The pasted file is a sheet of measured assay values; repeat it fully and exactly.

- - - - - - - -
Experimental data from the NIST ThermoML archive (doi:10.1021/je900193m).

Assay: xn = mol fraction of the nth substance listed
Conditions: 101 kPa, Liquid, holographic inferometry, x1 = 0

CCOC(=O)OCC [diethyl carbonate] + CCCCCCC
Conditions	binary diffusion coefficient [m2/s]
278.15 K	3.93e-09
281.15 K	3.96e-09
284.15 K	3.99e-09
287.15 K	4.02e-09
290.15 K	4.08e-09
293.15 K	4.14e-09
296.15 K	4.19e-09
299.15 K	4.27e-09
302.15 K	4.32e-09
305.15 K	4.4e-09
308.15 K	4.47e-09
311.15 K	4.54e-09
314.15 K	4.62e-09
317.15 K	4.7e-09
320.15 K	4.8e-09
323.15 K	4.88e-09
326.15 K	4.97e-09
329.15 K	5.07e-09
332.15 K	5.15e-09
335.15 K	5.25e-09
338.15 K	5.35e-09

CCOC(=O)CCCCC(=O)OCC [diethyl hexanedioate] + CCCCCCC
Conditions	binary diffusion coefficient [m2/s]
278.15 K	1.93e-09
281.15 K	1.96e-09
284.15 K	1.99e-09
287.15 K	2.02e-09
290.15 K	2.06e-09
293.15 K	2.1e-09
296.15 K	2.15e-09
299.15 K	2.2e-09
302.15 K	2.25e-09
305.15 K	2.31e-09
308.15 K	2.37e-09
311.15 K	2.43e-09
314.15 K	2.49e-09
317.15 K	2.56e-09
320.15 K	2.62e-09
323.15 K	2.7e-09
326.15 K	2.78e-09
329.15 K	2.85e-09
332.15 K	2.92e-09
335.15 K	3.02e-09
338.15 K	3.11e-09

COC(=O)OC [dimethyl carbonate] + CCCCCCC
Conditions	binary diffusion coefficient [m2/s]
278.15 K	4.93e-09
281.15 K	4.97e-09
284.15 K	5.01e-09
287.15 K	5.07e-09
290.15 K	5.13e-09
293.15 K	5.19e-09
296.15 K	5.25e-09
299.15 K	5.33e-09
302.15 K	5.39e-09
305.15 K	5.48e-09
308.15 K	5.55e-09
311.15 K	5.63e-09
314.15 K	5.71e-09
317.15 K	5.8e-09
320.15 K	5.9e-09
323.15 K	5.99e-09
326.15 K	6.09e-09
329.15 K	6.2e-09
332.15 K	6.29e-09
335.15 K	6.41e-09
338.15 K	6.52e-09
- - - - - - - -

Experimental data from the NIST ThermoML archive (doi:10.1021/je900193m).

Assay: xn = mol fraction of the nth substance listed
Conditions: 101 kPa, Liquid, holographic inferometry, x1 = 0

CCOC(=O)OCC [diethyl carbonate] + CCCCCCC
Conditions	binary diffusion coefficient [m2/s]
278.15 K	3.93e-09
281.15 K	3.96e-09
284.15 K	3.99e-09
287.15 K	4.02e-09
290.15 K	4.08e-09
293.15 K	4.14e-09
296.15 K	4.19e-09
299.15 K	4.27e-09
302.15 K	4.32e-09
305.15 K	4.4e-09
308.15 K	4.47e-09
311.15 K	4.54e-09
314.15 K	4.62e-09
317.15 K	4.7e-09
320.15 K	4.8e-09
323.15 K	4.88e-09
326.15 K	4.97e-09
329.15 K	5.07e-09
332.15 K	5.15e-09
335.15 K	5.25e-09
338.15 K	5.35e-09

CCOC(=O)CCCCC(=O)OCC [diethyl hexanedioate] + CCCCCCC
Conditions	binary diffusion coefficient [m2/s]
278.15 K	1.93e-09
281.15 K	1.96e-09
284.15 K	1.99e-09
287.15 K	2.02e-09
290.15 K	2.06e-09
293.15 K	2.1e-09
296.15 K	2.15e-09
299.15 K	2.2e-09
302.15 K	2.25e-09
305.15 K	2.31e-09
308.15 K	2.37e-09
311.15 K	2.43e-09
314.15 K	2.49e-09
317.15 K	2.56e-09
320.15 K	2.62e-09
323.15 K	2.7e-09
326.15 K	2.78e-09
329.15 K	2.85e-09
332.15 K	2.92e-09
335.15 K	3.02e-09
338.15 K	3.11e-09

COC(=O)OC [dimethyl carbonate] + CCCCCCC
Conditions	binary diffusion coefficient [m2/s]
278.15 K	4.93e-09
281.15 K	4.97e-09
284.15 K	5.01e-09
287.15 K	5.07e-09
290.15 K	5.13e-09
293.15 K	5.19e-09
296.15 K	5.25e-09
299.15 K	5.33e-09
302.15 K	5.39e-09
305.15 K	5.48e-09
308.15 K	5.55e-09
311.15 K	5.63e-09
314.15 K	5.71e-09
317.15 K	5.8e-09
320.15 K	5.9e-09
323.15 K	5.99e-09
326.15 K	6.09e-09
329.15 K	6.2e-09
332.15 K	6.29e-09
335.15 K	6.41e-09
338.15 K	6.52e-09